Saturday, October 30, 2010

A Little Polish Folklore

Legend has it that long ago a dragon took up residence in a cavern in Wawel (pronounced Vavel) Hill. He was called the Smok Wawelski (the Wawel dragon). Each day the evil dragon would kill the civilians, pillage their homes and eat their livestock. Many brave and wise men tried to dispatch the dragon and all failed. One day, Krak, a poor cobbler’s apprentice accepted the challenge. He stuffed a sheep skin with sulphur and set it outside the dragon’s cave. The dragon ate it and soon became incredibly thirsty. He turned to the Vistula River for relief and he drank and drank. But no amount of water could quell his aching stomach, and after swelling up from drinking half of the Vistula river, he exploded. The people of the settlement were so grateful to Krak for the demise of the dragon that they named the place after the young shoemaker. That is how Krakow got its name.

A metal sculpture of a dragon stands outside the Dragon’s Den and it breathes fire every five minutes.

Hubby and I spent Friday night at the Krakow Festival, a yearly fundraiser put on by the Elms College Polish Center of Learning and Discovery. They served a 6 course meal! Thankfully Eddie Forman played polka music for the dancing needed in between courses of great Polish foods. I do not need to eat for awhile.

Posting Great Pictures @#$%$!

According to the people in the forums on Etsy, great pictures (among a few other things) are a MUST for grabbing sales. As I sell very little on the website, I've been working diligently with my digital to perfect my photos. (Don't you just love alliteration?) So with my steampunk styles back from Virginia along with some new pieces my daughter made, I once again set up in my sunroom to try again for "great pictures".
Light is really important and I've found that a bright overcast day is usually the best. I've experimented with various settings on my camera and even have notes about what each setting looks like. But sometimes good ol' "automatic" just works best.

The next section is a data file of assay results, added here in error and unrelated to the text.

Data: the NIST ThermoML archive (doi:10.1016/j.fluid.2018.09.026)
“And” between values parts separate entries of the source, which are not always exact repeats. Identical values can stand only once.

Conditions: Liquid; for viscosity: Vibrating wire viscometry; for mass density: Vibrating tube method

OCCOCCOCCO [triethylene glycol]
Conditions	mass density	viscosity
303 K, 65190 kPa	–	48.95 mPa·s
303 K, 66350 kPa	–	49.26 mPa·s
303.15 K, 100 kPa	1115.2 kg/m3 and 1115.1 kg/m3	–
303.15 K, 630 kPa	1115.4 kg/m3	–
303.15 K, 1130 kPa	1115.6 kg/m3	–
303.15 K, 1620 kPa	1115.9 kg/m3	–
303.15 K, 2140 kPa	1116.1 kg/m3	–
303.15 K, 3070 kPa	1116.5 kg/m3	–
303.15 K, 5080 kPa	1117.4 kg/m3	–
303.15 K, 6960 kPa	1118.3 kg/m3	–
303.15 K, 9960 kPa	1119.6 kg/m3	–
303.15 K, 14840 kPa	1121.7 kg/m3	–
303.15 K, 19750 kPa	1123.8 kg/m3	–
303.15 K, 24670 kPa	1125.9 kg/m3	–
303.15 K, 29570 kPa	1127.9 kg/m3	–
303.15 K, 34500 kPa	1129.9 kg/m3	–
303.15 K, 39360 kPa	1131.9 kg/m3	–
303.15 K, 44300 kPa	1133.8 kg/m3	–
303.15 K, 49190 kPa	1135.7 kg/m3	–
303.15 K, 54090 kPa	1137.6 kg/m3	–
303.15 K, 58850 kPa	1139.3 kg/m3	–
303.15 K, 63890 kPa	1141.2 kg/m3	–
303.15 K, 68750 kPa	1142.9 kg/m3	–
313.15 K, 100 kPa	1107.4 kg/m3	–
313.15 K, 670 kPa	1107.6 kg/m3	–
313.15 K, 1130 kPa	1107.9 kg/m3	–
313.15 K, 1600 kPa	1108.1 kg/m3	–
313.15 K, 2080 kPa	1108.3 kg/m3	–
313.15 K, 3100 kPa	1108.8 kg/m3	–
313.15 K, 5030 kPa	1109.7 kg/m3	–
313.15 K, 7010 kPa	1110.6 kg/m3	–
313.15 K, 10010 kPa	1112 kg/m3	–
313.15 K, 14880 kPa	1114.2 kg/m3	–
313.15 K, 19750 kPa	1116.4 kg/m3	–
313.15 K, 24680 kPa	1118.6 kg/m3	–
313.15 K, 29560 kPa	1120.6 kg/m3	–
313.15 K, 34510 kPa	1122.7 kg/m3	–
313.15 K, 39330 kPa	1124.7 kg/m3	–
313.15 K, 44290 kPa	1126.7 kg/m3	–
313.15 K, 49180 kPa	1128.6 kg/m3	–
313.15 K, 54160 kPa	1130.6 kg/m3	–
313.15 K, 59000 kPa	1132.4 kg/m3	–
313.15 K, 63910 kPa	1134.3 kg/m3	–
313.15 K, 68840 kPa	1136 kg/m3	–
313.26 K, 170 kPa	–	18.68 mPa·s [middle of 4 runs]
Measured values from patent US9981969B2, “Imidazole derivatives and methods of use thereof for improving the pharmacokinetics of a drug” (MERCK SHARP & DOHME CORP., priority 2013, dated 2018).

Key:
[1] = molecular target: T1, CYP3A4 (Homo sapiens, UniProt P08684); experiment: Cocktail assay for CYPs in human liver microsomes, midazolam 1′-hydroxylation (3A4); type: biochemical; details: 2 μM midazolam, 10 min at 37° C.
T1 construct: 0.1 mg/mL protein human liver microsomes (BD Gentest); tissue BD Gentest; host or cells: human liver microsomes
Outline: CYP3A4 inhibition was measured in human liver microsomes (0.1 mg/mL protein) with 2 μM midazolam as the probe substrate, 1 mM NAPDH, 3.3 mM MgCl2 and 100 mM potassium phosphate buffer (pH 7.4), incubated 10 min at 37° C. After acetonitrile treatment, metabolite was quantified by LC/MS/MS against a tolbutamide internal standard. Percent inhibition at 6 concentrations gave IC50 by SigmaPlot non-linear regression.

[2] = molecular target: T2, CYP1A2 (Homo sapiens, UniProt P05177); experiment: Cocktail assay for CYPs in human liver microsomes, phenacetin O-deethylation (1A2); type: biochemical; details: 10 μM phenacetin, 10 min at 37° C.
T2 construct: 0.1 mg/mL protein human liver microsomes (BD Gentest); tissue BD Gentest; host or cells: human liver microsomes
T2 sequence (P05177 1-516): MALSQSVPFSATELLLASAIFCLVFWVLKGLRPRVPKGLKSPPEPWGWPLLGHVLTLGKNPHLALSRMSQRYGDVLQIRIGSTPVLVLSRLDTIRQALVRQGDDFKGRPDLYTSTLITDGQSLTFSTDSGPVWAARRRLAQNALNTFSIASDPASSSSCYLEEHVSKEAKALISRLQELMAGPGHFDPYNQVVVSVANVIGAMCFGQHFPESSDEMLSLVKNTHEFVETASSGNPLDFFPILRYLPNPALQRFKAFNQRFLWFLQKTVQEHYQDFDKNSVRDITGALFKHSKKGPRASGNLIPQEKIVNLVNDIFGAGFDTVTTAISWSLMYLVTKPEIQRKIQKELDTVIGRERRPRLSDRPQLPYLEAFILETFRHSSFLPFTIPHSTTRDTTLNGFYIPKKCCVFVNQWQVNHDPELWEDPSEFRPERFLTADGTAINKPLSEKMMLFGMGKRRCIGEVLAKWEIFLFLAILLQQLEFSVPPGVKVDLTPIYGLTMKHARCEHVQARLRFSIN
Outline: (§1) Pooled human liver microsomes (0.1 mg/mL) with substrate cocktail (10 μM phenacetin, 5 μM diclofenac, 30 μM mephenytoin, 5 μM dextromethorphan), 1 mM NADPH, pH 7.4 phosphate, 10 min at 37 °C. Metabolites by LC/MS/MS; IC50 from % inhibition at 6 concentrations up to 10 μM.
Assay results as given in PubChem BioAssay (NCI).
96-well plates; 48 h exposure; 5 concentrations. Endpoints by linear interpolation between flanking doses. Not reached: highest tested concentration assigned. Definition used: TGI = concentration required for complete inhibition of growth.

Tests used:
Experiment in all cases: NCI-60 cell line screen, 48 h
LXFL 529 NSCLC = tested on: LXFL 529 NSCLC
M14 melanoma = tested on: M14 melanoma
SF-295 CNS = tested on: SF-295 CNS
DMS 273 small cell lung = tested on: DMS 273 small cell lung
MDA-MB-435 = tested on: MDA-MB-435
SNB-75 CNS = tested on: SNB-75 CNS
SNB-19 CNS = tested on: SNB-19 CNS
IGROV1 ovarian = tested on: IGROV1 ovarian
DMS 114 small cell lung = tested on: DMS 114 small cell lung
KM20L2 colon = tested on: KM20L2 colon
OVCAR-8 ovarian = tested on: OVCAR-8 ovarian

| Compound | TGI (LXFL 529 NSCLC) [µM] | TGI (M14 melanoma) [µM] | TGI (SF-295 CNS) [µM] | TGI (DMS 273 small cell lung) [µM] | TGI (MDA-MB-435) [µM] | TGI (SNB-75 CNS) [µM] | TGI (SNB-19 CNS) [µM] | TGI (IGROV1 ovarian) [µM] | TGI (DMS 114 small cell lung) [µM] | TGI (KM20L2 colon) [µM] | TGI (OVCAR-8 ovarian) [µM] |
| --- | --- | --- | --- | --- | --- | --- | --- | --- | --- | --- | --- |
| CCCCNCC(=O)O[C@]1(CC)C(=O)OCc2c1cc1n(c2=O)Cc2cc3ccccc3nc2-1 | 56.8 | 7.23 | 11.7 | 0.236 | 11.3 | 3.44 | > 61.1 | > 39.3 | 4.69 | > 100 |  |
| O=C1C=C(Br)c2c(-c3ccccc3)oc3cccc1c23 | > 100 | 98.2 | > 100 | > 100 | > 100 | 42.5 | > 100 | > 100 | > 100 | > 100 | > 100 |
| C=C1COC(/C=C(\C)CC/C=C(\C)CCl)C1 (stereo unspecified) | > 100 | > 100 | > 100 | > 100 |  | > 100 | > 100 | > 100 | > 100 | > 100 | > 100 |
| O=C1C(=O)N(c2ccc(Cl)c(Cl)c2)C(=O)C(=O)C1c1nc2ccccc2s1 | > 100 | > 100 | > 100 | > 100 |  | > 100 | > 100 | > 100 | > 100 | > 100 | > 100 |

Anyway, this weekend I accidentally put the camera in "aperture priority settings". Suddenly the background was white, really white! I've seen pictures on Etsy that look like the ones I took this weekend but never knew how they happened. The Etsy gods must have taken pity on me deciding I'd never find the right setting myself.

On the left is an old picture.

On the right is a new, improved photo.

What do you think? The big question is will this influence sales.

Saturday, October 23, 2010

I'm Saving Money by Not Going To Gem Shows

As all the steampunk designs are in Virginia (still waiting for news how that show went), I decided to create some new designs from items I still have left in my stash of watch parts and vintage jewelry. Who knows. She might have sold out.

Just as I'm thinking I may have to visit Ebay for supplies, my older daughter has found a new source for watch parts and we split the booty this afternoon. He's local and apparently may have more.

I took my sewing machine down to West Springfield to have it cleaned and tuned up. It hasn't been done in many years. Mark, knowing that we make steampunk, put together a box of vintage sewing machine parts for us. Thanks Mark! I'm trying to get my husband to make a steampunk sculpture out of the bigger pieces that we can't use for jewelry.

And have you ever been in Forever XXI in the Holyoke Mall? Well they have gaudy jewelry with lots of bling. Lady Gaga would love it. It's also very affordable! So I bought a 4 strand chain necklace and got 16 feet of chain for half of what I'd pay for it at A.C. Moore.

All in all it's been a productive week.

I'm not sure that the Steampunk Genre is becoming more popular, but there are certainly more people familiar with it. Even people my age (old people) recognize it more often at craft shows. But for those of you who think it's just about jewelry, check out

Sunday, October 17, 2010

What's Next?

In my new incarnation as a jewelry designer my focus is often on the next show or the next piece or next year. I have 3 shows left (4 actually as Kris is doing one alone near Richmond, VA) so I've started looking at my list of shows to see which ones I'll be applying to again and which will be eliminated. Some applications are actually due in early January. If you've read my show reviews you can probably guess some of the hits & misses.

My next challenge will be to start working on some silver clay designs. I have a notebook of pictures and sketches some of which I hope to turn into real jewelry.

We've had a good year so far so my next big expense could be a trip to Tucson to the world's biggest gem show. I say "could" as I'm not sure it makes sense to go there anymore. The gemstone jewelry doesn't sell as well as either the steampunk or the silver clay so I really shouldn't be buying beads anymore. But I really love creating gemstone designs so I find myself in the same pickle as many other artisans. Do you make what sells or what you love to create?